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Category: Android

The MobileXPRT 3 Community Preview is almost here!

We appreciate everyone’s patience and feedback during the MobileXPRT 3 development process. We’re in the process of wrapping up some final testing and expect to release the Community Preview (CP) within the next week.

The first thing testers will notice about the CP is a new UI/UX experience. The aesthetic is completely different than MobileXPRT 2015. We’ve made it easy to select and deselect individual workloads by tapping the workload name, and we’ve consolidated common menu items into an Android-style task bar at the bottom of the screen to improve navigation.

Fundamentally, we rebuilt MobileXPRT with Android Studio SDK 27 to bring it up to date with contemporary Android development standards. While we kept the five workloads from MobileXPRT 2015, we gave one a major overhaul, updated the test content in the remaining four, and added a sixth workload: Optical Character Recognition. You can find more details about these changes in our earlier discussion about MobileXPRT 3 development in the blog.

The screenshots below show the MobileXPRT 3 main screen, how the screen looks when users customize the combination of workloads, the end-of-test results screen, and the archived results page with one test result view expanded. Note that the archived results page also displays the median of all overall test scores completed to date.

We’ll announce the CP in a community message and here on the blog when it goes live. As with all community previews, the MobileXPRT 3 CP will be available only to BenchmarkXPRT Development Community members. If you have any questions about MobileXPRT 3 or joining the community, please let us know. Happy testing!

Justin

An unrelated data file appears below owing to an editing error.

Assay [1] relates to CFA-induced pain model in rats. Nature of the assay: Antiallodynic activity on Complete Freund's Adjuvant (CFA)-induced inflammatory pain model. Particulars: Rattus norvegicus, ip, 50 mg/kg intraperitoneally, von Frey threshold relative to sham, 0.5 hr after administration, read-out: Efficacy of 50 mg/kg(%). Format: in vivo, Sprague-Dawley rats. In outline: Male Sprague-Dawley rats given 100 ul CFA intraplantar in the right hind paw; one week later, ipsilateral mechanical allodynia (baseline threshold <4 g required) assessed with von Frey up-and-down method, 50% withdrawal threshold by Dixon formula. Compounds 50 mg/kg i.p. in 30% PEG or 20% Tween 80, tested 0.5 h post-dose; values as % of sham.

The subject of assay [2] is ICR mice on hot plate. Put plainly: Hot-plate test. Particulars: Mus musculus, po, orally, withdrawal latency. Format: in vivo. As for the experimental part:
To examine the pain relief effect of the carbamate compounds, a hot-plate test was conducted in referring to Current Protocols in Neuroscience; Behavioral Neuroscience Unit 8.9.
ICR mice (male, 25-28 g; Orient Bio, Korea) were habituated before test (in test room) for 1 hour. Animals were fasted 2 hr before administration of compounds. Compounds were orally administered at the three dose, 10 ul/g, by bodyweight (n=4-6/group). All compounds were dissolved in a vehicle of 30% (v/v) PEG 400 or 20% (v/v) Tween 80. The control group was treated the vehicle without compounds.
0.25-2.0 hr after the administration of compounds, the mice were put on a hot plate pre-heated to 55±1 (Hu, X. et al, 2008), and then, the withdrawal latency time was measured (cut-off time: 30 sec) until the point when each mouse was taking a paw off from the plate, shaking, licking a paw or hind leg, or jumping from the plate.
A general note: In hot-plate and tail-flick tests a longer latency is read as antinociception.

MobileXPRT 3 start screen   MobileXPRT 3 select workloadsMobileXPRT 3 results   MobileXPRT 3 results library

Notes from the lab: Updates on HDXPRT 4, MobileXPRT 3, and AIXPRT

The next couple of months will be very busy with XPRT activity, so we want to update readers on what to expect. Depending on a number of factors, we expect to release HDXPRT 4 and MobileXPRT 3 community previews (CPs) within the next four to six weeks. We’re also hoping to publish an early AIXPRT request-for-comment (RFC) build on GitHub within the same time frame. Here’s a little more detail about each of these developments.

HDXPRT 4: We originally planned to release the HDXPRT 4 CP several weeks ago. As we recently discussed in the blog, a lot has changed in the Windows 10 development world within a short period of time, and Microsoft has released a number of new Redstone 5/October 2018 Update builds in quick succession. While our HDXPRT 4 CP candidate testing went well overall, we observed some inconsistent workload scores when testing on some of the new Windows builds. Since then, we believe we’ve narrowed down the list of possible causes to a few specific graphics driver versions, but we’re still testing to make sure there are no other immediate issues. As soon as we’re confident in that assessment, we’ll release the CP along with any relevant information about the affected graphics drivers.

MobileXPRT 3: MobileXPRT 3 development is progressing nicely, and we’re close to completing a CP candidate build. We’ll test that build extensively on our library of Android phones and tablets, and barring any unforeseen issues, we plan to release the CP in the next few weeks.

AIXPRT: AIXPRT is the umbrella name for a set of tools we’re developing to help evaluate machine learning performance. After a great deal of research, we’re getting closer to releasing a build – tentatively called the AIXPRT RFC – for community members and other interested parties to download and review. For a number of reasons, the AIXPRT RFC process will be a little different than our normal XPRT RFC and CP process. We’ll be offering more information on the AIXPRT RFC build over the next several weeks.

We’re grateful to everyone who’s contributed in any way to each of these projects, and we look forward to sharing the benchmarks with the world. If you have any questions about the XPRTs, please don’t hesitate to ask!

Justin

A new BatteryXPRT 2014 for Android build is available

In last week’s blog, we discussed why we now consider full BatteryXPRT rundown tests to be the most accurate and why we’re releasing a new build (v110) that increases the default BatteryXPRT test from 5.25 hours (seven iterations) to 45 hours (60 iterations). We also built v110 using Android Studio SDK 27, in order to bring BatteryXPRT up to date with current Android standards. Today, we’ve posted the new build on BatteryXPRT.com and in the Google Play Store, and we’ve also published an updated user manual. Please contact us if you have any questions about BatteryXPRT testing.